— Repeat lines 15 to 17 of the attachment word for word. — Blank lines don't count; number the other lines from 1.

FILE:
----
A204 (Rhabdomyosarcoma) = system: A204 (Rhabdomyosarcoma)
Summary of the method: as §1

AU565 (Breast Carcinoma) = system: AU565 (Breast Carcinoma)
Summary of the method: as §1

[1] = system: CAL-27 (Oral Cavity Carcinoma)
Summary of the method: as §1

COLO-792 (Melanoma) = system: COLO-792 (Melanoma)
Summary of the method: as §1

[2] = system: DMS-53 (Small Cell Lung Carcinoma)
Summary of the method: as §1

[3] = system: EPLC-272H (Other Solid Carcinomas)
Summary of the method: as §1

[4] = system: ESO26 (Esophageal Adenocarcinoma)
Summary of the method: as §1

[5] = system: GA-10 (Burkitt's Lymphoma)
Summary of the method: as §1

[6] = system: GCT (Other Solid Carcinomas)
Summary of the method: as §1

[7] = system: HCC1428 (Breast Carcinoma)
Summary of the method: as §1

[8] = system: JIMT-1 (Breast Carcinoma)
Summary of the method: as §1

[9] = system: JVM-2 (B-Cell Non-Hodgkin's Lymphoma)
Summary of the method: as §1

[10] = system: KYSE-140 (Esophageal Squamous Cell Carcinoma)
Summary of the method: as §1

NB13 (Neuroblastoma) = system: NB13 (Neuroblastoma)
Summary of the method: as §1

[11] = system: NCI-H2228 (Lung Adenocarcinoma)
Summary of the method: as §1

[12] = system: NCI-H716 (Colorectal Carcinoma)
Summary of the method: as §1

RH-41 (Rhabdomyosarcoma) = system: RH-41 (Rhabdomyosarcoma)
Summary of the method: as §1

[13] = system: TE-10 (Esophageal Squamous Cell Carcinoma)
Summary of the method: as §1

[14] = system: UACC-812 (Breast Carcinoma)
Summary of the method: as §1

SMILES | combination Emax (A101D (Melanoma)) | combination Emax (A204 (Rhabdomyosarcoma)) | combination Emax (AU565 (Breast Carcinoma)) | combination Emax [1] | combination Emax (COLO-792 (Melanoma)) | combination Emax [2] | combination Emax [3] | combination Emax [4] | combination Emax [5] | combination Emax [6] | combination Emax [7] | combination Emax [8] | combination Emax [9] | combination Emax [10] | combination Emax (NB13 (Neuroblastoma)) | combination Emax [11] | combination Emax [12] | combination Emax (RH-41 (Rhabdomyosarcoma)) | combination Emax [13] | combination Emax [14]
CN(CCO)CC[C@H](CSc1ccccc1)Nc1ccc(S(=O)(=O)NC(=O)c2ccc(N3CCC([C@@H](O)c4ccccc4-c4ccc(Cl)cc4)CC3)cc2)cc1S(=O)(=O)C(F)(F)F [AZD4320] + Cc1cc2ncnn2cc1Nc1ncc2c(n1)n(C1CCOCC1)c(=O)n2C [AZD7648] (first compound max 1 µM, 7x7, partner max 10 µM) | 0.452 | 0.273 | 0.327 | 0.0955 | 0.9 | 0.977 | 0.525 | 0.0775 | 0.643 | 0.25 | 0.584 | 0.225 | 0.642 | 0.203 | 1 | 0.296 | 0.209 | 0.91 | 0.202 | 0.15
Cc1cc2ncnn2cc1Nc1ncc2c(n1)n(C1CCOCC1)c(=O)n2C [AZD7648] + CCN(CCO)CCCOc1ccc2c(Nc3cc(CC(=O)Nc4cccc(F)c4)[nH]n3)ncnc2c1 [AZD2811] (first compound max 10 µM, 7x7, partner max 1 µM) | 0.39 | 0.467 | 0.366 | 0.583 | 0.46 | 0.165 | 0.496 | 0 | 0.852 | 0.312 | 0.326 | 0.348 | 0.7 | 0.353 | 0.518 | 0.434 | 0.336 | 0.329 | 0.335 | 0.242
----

[5] = system: GA-10 (Burkitt's Lymphoma)
Summary of the method: as §1

[6] = system: GCT (Other Solid Carcinomas)